Biological Routes to Emotion
Zajonc and LeDoux- emphasize that some emotions are immediate [spider], without conscious appraisal.

Schachter and Singer- emphasize that appraisal [interpretation, memory, expectations] also determines emotions [hatred, guilt, and love]
Expressed Emotion
non-verbal- emotions are experssed on the face, by the body, and by the intonation of the voice

women are much better at discerning nonverbal emotions than men

Paul Ekman- pioneering work on emotions and facial expressions is the basis for a new television series 'lie to me'
Facial Feedback
-researchers have found that people experience cartoons as more amusing while holding a pen with their teeth than while holding it with their lips.

-if you grimace in fear while taking a difficult exam, this facial expression is likely to cause you to experience increasingly intense feelings of fear
Caroll Izard
experienced emotion
-isolated 10 emotions. most of them are present in infancy except for contempt, shame, and guilt
-chronic hostility is linked to heart disease
-anger is reduced through aggressive action or fantasy
-mentally rehearsing one's resentments contributes to higher perspiration levels and higher blood pressure levels than mentally rehearsing forgiveness

-releases anger and calms blood pressure and heart rate
-people who are happy perceive the world as being saver. they are able to make decisions easily, are more cooperative, and live healthier, energized, and more satisfied lives
Feel-Good, Do-Good Phenomenon
- when we feel happy we are more willing to help others
Happiness and Religious Faith
having a meaningful religious faith is found to be clearlly related to feelings of general happiness or life satisfaction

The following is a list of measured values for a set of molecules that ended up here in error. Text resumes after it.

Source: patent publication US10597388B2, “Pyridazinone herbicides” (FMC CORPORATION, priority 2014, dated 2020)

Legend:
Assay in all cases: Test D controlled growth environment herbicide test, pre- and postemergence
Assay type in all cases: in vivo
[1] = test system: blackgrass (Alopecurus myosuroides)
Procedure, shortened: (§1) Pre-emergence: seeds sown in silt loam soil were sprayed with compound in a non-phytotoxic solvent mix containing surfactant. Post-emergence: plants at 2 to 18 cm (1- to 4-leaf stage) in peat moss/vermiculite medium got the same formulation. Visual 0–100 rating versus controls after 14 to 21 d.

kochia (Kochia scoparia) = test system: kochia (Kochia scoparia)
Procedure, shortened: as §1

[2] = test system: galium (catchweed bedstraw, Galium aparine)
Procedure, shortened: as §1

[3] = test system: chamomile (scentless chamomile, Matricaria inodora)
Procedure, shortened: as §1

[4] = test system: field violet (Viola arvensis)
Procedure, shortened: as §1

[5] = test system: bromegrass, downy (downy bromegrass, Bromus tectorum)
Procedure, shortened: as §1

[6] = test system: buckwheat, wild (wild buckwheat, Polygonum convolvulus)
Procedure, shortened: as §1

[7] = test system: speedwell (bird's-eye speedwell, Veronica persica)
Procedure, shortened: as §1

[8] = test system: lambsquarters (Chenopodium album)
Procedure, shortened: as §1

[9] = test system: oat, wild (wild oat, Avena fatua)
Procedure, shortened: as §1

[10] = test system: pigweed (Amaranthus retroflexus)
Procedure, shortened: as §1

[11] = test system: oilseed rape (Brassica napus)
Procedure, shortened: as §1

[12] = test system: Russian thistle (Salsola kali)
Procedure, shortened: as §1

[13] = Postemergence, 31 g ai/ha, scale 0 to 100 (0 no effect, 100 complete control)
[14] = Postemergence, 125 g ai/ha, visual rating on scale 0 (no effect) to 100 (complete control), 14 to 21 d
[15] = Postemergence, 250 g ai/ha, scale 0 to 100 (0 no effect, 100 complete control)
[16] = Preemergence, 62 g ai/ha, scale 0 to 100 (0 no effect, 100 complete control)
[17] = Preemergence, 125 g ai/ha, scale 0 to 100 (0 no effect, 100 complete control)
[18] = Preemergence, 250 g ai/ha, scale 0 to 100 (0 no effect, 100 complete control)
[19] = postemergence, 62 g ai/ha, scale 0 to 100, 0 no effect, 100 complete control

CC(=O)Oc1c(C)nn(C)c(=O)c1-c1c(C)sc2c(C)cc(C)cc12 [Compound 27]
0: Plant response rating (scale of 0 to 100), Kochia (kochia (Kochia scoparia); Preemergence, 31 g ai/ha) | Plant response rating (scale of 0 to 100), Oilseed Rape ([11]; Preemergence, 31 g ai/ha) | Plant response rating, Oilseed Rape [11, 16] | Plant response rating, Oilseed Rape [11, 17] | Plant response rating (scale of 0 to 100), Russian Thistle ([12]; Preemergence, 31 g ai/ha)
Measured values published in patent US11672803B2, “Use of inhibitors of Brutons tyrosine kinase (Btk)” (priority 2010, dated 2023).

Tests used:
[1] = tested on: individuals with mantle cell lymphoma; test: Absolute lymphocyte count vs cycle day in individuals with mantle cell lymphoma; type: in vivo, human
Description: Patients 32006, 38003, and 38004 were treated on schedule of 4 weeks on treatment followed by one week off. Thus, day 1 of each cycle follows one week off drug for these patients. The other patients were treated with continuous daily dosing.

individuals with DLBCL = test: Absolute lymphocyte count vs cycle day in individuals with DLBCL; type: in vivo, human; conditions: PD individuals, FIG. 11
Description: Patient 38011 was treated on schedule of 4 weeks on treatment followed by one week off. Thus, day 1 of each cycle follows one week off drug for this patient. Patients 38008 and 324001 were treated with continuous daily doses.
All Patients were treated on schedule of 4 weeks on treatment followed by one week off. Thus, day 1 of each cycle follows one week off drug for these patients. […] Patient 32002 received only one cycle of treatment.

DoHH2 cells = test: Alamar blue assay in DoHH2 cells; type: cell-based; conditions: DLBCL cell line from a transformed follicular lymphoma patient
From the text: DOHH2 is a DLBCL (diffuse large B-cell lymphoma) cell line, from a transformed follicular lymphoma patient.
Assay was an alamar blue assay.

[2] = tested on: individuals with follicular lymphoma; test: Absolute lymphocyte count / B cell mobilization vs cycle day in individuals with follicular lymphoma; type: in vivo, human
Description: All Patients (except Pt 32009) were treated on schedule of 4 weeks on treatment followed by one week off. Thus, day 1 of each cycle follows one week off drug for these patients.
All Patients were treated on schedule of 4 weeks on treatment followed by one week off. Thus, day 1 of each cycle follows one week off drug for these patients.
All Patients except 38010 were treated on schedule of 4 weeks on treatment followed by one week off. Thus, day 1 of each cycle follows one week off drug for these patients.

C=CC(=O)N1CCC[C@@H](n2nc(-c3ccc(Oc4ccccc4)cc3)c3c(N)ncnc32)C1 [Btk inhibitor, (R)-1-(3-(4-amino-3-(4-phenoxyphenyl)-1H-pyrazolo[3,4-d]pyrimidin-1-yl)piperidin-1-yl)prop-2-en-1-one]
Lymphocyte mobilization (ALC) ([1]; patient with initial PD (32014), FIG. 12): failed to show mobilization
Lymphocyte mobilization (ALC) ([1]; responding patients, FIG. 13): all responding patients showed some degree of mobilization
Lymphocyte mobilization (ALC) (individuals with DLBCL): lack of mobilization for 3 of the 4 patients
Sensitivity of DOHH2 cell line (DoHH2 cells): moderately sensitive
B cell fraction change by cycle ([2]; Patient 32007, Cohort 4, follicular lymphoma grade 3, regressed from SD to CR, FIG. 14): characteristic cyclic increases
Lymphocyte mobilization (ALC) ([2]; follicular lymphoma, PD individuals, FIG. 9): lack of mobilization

Stress, Stressors
-stress is the process by which we perceive and respond to events [stressors] that threaten or challenge us
Walter Cannon
fight or flight- he perceived the stress response to be highly adaptive because it prepared the organism for fight or flight
Hans Selye
general adaption syndrome:
alarm reaction- body's resources are mobilized to prepare organism to deal with threat

resistance- body adapts to the continued presence of the stressor

exhaustion- if the threat and the body's response continues, possible irreversible damage to the body, or even death, may occur
Stressful Life Events
catastrophic- catastrophic events like earthquakes, combat stress, and floods lead individuals to become depressed, sleepless, and anxious

life changes- leaving home, loss of loved one, job, divorce

daily hassles- rush hour traffic, long lines, job stress, and becoming burnt -out are the most significant sources of stress and can damage health
type A and B behavior pattern
- A is excessively competitive, hard-driven, impatient, and anger-prone
- B is relaxed and easygoing personality
anger and cardiovascular disease
-an understanding of how stress affects our resistance to disease is the central focus of the field
social support and coping with stress
-calms the cardiovascular system, lowers blood pressure, and lowers stress hormones. less stress equals better immunity
study on the cold virus and social support
-research participants who received nasal drops laden with a cold virus were least likely to catch a cold if they had positive social ties
study on aerobic excercise and reducing depression
-mildly depressed female students assigned to a program of aerobic exercise reported a greater decrease in depression than those assigned to a program of relaxation exercises
-increased serotonin and endorphins help
church attendance and life span
-those who attend religious services regularly were more likely than non-attenders to experience a longer life span
spirituality and faith cummunities for religiously active people
-more socially supportive relationships and healthier life-styles than those who are not religiously active
extra credit
language: our spoken, written, or signed words and the ways we combine them to communicate meaning

children learn their native languages much before learning to add 2+2

babbling stage to words to complete sentences

skinner, says babies learn to talk in many of the same ways that animals learn to peck keys and press bars

chomsky says language is inborn. our brains are prewired and we learn the specific grammar of whatever language we hear. its natural.

nature and nurture or it?

language chart